Abbott’s sixth wicket wrapped up the innings shortly before lunch and when Daniel Hughes was bounced out by Cameron Gannon, gloving a catch to the slips, there was a glimmer of Western Australia causing problems but a stand of 72 between Nick Larkin and Kurtis Patterson closed out the contest.



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New Cricket Victoria chairman backs Earl Eddings for second Cricket Australia term

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David Maddocks, the new Cricket Victoria chair, has declared that on his first impression there is a strong case for the Cricket Australia chairman Earl Eddings to be granted a second term when his current three-year stint expires next year, arguing that the game requires “stability in a period of great instability”, underlined by uncertainty about India’s port of arrival for this summer’s tour.

A lawyer and governance expert, Maddocks cut his administrative teeth at the North Melbourne Cricket Club before it merged to form the Greenvale Kangaroos and as such has known Eddings, who is also a former president of North Melbourne, for decades. In a rocky year for CA, which has seen its chief executive Kevin Roberts moved on amid issues around Covid-19 and disputes with the states, the players association and most recently the free-to-air broadcaster Channel Seven, Maddocks argued that CA should consider the need for continuity when so much was changing around the game.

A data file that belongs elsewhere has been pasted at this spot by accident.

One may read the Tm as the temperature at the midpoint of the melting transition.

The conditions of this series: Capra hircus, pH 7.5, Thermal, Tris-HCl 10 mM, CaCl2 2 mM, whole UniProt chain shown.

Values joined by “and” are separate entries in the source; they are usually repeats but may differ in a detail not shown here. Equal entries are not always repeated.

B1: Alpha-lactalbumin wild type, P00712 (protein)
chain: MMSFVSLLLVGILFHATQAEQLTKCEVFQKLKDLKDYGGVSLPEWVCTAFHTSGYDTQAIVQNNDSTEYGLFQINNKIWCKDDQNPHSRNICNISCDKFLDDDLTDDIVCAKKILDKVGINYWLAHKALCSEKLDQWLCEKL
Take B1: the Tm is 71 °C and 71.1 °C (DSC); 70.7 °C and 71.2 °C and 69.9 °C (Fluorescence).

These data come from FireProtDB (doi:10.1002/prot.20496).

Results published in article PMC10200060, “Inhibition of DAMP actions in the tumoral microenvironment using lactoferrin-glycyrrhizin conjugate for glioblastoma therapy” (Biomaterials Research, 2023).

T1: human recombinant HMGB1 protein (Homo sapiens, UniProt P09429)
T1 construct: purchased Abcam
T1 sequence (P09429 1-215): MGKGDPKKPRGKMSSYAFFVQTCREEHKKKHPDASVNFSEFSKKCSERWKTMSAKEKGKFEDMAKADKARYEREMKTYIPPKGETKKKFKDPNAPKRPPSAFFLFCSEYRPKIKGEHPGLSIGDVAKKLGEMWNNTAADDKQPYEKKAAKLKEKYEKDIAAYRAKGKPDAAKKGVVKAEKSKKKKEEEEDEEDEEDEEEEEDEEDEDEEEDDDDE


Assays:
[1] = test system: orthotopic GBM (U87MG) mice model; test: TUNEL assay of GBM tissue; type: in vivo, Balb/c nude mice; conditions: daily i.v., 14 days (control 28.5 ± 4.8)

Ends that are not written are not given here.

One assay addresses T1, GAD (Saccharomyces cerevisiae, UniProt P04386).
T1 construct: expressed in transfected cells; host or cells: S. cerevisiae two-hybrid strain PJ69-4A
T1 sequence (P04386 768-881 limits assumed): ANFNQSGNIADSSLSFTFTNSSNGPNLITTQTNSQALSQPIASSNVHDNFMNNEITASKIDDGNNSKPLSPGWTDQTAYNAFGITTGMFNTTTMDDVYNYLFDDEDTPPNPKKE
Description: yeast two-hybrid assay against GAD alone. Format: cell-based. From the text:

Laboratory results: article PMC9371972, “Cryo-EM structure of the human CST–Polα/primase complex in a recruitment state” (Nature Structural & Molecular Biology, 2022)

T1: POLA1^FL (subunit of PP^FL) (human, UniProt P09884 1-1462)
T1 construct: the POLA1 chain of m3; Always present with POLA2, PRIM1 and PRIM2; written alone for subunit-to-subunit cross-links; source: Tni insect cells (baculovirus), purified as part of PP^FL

“You often hear it said that board members by the time their period is about to expire, they’re really at their best, they’ve been around, they understand the issues, they understand the interrelationships and all those sorts of things,” Maddocks said. “I think at the moment in terms of CV and CA, there is a strong case for stability in a period of great instability. There are a number of issues CA’s dealing with, the upcoming Test series and so on. My personal view is I think Earl is doing a very good job and I think if there was potential for him to stay on, I think it’s something that ought to be considered.

ALSO READ: Cricket Australia chairman Earl Eddings gains ally from Victoria board change

“Do I agree with where CA is going and its vision? Yes, I do. In terms of my relationship with Earl, I know Earl very well through cricket circles going back a long time. But I understand my duty entirely as CV chair is I’ve got to exercise my own judgment on issues in the best interests of cricket in Victoria. I know Earl well enough, and I think this is a good thing, to tell him if I have concerns or what CV’s interests might be if there’s something that’s not consistent with where CA are heading.”

Eddings’ predecessor David Peever attempted to continue for a second term and was re-elected as such at the CA AGM in late 2018, before the release of a cultural review following the Newlands scandal saw his resignation forced when New South Wales and its chairman John Knox withdrew support a matter of days later.

Both Knox and the Queensland chairman Chris Simpson raised governance concerns at the AGMs of their respective states earlier this year, but Maddocks is of the view that structural change to the CA board – to have the direct representation of states on the board rather than state nominated independent directors – is not a path cricket should return to.

“As I understand it, the fundamental concern about this old style is that decisions could be dominated more by self-interest and perhaps controlled by the larger, more powerful states, whereas decisions need to be made by CA for the best interests of cricket throughout Australia,” Maddocks said. “No problem with the dialogue, no problem with the discussion, but my personal view is the structure as it presently stands is overall a more appropriate style than that old school style